‘Blockage of Canals Affects Growth of Mangroves’

Anlo — The Regulations Manager of the Wildlife Division under the Forestry Commission, Mr Vincent Dickson Agyeman,says the blockage of canals that allows the flow of sea water into lagoons was having a negative impact on the livelihood of residents living around wetland areas.

The blockage of the canals, which according to Mr Agyeman,was caused by silting materials was affecting the growth of the Mangroves as communities around the wetland areas depended on them for survival.

“Individuals in these communities harvest these mangroves which they sell as firewood to customers from neighbouring towns and villages, while others use it for building among other purposes”, he said.

Mangroves, are trees or shrubs which grows in tidal, chiefly tropical, coastal swamps, having numerous tangled roots that grow above ground and form dense thickets and comes in three different types; red, white and black mangroves.

Mr Agyeman was speaking with journalists during a media tour of the Anghor Lagoon, in the Volta Region, organised by the Media Platform on Environment and Climate Change (MPEC) with support from International Union for Conservation of Nature (IUCN).

The purpose of the tour was to create awareness about the status of Ghana’s Mangrove forests.

According to the Regulations Manager, for Mangroves to grow very well it needed brackish water (water that is saltier than fresh water, but not salty than sea water); a mixture, the sea and lagoon provided, hence the need to dredge the canals for easy flow of sea water.

During the tour on the lagoon, it was observed that most of the Mangroves had been harvested by the people in communities such as Agbatsivi and Anyanui close to it while some had been destroyed by diseases.

The Site Manager for the Keta Lagoon Complex Ramsar Site of Forestry Commission of Wildlife Division, Mr Lawrence Tetteh Ocloo, explained that the low staff strength of eight personnel,required to protect a site of 530km/s made their work difficult.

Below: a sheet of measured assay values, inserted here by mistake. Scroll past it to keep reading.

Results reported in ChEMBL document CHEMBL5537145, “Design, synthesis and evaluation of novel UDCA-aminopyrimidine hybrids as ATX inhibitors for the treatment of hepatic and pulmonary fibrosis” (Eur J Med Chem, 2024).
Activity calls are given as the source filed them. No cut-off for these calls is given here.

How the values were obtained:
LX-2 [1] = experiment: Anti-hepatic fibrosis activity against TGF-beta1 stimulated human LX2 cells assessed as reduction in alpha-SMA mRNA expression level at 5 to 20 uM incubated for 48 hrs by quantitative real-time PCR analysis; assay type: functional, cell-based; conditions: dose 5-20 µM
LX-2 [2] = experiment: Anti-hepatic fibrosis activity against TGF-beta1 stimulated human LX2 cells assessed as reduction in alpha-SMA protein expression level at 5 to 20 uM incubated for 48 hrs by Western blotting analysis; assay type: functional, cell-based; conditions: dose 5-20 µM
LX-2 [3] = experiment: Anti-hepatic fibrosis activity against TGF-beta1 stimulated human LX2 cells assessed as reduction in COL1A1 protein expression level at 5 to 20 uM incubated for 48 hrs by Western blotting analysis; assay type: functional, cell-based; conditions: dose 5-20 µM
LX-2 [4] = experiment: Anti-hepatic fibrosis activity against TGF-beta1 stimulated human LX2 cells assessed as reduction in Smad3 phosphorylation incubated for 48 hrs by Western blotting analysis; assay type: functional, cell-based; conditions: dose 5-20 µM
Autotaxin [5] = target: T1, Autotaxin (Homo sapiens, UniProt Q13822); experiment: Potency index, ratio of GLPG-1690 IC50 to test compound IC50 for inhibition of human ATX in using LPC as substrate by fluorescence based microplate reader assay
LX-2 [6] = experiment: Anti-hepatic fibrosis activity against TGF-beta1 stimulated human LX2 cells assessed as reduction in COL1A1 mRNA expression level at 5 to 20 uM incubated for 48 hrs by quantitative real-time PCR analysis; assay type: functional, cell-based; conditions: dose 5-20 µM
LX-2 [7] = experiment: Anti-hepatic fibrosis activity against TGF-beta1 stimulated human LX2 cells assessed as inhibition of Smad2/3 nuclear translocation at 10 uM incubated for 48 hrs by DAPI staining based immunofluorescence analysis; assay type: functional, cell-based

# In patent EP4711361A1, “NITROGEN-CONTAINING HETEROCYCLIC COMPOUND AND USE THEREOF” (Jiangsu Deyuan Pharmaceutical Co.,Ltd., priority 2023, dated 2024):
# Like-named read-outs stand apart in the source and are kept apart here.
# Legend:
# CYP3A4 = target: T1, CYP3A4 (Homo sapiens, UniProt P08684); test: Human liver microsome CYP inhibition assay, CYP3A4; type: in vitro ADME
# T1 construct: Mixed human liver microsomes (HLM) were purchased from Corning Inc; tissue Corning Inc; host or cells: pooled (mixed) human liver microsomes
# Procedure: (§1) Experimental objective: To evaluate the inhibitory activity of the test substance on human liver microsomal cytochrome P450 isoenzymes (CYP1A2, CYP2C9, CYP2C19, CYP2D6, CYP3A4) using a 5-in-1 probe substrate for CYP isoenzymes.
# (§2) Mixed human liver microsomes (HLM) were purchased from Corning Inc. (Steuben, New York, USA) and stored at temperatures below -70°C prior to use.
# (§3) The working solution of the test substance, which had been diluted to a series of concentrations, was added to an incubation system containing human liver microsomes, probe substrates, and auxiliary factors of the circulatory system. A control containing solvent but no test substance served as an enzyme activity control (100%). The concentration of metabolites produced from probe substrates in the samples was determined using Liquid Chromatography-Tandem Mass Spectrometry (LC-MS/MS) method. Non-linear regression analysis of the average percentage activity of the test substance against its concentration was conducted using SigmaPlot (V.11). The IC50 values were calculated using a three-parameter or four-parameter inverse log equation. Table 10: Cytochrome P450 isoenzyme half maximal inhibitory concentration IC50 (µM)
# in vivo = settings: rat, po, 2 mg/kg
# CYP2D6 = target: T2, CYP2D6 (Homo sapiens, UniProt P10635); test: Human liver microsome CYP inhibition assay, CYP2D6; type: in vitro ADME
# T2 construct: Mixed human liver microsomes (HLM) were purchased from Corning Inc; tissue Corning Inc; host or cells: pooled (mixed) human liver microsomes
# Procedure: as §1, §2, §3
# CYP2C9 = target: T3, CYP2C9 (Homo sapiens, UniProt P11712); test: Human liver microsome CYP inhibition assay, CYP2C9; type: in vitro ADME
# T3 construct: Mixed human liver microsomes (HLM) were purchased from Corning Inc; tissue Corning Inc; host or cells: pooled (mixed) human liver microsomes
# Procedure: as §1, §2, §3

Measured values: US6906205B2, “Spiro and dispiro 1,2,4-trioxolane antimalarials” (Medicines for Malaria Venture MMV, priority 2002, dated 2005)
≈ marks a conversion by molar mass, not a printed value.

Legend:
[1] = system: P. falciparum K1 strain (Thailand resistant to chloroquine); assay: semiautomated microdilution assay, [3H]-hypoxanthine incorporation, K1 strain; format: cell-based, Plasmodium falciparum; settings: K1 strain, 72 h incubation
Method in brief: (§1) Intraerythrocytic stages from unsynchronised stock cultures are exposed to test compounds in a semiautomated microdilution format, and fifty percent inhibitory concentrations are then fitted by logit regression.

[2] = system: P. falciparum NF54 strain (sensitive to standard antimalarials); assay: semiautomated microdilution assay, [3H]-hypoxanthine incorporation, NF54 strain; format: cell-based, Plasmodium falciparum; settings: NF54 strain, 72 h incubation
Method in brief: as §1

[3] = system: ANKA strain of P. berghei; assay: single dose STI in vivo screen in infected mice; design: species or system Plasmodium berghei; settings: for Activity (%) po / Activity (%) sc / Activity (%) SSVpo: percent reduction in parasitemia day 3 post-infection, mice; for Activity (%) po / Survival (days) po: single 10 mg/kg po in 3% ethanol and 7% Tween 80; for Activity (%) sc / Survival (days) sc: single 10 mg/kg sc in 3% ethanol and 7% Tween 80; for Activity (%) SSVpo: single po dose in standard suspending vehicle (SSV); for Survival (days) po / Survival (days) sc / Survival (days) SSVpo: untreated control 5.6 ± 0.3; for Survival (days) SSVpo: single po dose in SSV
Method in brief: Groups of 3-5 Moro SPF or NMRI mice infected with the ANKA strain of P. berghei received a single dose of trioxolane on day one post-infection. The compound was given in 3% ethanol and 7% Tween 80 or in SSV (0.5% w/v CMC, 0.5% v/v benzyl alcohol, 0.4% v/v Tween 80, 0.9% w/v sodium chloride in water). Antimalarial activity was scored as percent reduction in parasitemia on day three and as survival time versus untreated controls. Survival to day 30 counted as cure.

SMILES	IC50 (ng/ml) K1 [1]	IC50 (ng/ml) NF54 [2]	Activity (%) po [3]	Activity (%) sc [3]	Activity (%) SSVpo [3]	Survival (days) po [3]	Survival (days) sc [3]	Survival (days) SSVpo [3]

Additionally, he explained that inadequate financial allocation and logistics was a major challenge and, therefore, called on non-governmental organisations (NGOs) to assist in protecting the wetland.

Some indigenes in the communities and Mangrove markets such as the Agbatsivi and Anyanui Mangrove market shared varied opinions about Mangroves and how it served as a source of livelihood to them.

Mr Nelson Gedjah Glormor, an indigene of Sota, a community around the Anghor lagoon noted that the mangroves as compared to previous years could not grow very well due to the blockage of the canals that allowed the flow of sea water onto the lagoon and perennial areas where it had been planted.

Ms Elizabeth Habada, a trader in mangroves at the Anyanui Mangrove market, in the Anloga District, noted that due to the high demand for the Mangroves which served as firewood,they were forced to harvest it, especially, the red mangroves at an early stage.

Three types of mangrove species were mostly found at the wetlands visited and they include the Red, White and Black mangroves with the Red and White being dominant.

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